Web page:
In October of ’63, the original lead guitarist, Tony “Top” Topham resigned. You see, he was all of 16 years old, and his parents objected to him hanging around in clubs at his age (the newly named “Yardbirds” having succeeded as the house band for the Crawdaddy Club, replacing the Rolling Stones); also, he was scheduled to attend art school, so away he went. Once Topham had departed, a preciously young Clapton took over as lead guitar. Clapton was also enamored of the blues, although he took the ‘Birds in a somewhat different direction than the original “pure” sound.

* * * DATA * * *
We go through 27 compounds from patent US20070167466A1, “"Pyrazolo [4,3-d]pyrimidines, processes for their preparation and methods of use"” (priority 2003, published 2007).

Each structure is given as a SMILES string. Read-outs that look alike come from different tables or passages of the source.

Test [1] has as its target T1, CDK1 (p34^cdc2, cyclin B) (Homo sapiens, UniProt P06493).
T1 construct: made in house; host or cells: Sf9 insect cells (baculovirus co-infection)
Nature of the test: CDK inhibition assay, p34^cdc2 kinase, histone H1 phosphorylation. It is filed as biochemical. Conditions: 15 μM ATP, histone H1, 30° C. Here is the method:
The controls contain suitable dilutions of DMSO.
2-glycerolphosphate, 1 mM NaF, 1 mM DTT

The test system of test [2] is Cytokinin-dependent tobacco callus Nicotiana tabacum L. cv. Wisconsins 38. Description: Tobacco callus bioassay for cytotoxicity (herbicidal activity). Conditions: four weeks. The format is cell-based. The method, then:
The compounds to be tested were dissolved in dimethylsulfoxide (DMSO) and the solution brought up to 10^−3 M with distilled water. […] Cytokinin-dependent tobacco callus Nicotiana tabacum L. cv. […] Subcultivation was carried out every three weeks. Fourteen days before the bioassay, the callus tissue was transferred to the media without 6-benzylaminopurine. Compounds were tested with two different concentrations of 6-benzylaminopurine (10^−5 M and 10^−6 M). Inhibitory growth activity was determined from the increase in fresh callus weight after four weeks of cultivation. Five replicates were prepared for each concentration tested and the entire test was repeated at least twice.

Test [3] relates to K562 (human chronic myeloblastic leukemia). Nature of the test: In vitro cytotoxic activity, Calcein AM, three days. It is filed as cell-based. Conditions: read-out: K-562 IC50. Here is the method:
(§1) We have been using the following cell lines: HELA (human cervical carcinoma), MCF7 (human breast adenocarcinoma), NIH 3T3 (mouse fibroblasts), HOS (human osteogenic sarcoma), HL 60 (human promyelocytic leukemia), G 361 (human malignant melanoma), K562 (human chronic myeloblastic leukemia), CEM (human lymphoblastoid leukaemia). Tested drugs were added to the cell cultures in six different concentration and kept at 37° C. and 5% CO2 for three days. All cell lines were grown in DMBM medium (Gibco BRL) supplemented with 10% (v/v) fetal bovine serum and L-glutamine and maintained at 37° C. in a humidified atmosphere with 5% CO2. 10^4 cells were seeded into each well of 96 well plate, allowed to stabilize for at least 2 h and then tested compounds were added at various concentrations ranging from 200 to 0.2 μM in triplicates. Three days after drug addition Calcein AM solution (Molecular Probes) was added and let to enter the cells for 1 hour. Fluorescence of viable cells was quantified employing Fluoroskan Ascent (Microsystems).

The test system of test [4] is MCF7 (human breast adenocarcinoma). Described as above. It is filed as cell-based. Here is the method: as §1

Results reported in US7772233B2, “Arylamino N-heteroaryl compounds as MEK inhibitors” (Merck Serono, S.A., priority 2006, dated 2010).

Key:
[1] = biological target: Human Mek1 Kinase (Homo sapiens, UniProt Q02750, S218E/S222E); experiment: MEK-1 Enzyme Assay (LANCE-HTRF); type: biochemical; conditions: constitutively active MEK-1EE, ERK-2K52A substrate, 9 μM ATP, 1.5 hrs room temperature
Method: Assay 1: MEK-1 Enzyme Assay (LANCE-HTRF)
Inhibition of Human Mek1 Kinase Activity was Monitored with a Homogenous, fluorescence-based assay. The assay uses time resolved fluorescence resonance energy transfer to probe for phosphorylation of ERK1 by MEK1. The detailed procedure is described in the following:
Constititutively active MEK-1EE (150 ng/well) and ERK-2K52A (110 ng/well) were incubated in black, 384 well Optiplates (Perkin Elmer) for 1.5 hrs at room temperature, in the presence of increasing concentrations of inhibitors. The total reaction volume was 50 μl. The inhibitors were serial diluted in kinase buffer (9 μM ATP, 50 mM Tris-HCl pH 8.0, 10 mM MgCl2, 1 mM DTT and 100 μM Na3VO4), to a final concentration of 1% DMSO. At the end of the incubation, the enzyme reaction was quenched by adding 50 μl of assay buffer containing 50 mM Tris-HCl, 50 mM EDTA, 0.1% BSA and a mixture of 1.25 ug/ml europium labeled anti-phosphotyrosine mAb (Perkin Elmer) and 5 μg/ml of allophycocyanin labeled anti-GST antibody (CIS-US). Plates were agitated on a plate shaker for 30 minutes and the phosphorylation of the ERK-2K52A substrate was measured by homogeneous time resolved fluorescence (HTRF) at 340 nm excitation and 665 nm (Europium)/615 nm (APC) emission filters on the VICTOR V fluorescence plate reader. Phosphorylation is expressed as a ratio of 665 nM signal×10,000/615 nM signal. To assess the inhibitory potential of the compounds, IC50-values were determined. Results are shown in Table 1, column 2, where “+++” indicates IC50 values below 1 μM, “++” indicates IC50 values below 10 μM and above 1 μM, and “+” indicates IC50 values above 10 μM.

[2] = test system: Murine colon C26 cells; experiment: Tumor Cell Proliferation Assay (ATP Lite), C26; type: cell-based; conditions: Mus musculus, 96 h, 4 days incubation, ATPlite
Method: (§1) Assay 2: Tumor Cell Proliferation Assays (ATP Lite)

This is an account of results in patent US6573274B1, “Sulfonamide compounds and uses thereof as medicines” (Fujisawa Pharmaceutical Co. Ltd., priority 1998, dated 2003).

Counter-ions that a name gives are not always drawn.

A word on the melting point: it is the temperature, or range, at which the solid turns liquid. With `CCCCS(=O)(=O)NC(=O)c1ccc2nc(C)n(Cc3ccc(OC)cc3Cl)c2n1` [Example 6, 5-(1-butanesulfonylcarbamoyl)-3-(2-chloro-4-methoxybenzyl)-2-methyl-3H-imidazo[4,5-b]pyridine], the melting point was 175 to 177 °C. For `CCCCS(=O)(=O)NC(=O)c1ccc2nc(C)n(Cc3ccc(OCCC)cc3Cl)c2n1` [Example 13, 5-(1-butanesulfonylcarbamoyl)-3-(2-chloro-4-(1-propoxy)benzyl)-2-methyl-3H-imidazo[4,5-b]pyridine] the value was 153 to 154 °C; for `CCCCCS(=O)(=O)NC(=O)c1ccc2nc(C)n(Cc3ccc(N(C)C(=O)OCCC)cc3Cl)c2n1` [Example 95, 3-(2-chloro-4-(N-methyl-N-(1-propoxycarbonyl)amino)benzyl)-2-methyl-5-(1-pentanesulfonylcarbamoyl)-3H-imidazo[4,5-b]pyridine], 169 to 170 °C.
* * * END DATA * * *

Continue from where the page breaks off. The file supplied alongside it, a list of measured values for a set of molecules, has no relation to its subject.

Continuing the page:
Also check out Leslie Loftis’ analysis of Beyonce’s performance at last night’s MTV Video Music Awards here.
10. “Bow Down/I Been On”
The Church of Bey has clearly gone to the pop goddess’s head. A critic at New Wave Feminism writes:
Aside from repeatedly yelling “bow down bitches”, the song also contains lyrics such as “I know when you were little girls / You dreamt of being in my world / Don’t forget it , don’t forget it / Respect that, bow down bitches”. Apparently, Beyoncé thought the appropriate response for young women who admired her and looked up to her was to call them misogynistic slurs and demand they genuflect in her presence.
This Bey Anthem doubles as the death knell of the sisterhood.
11. A conscious awareness of God is intrinsic to human nature.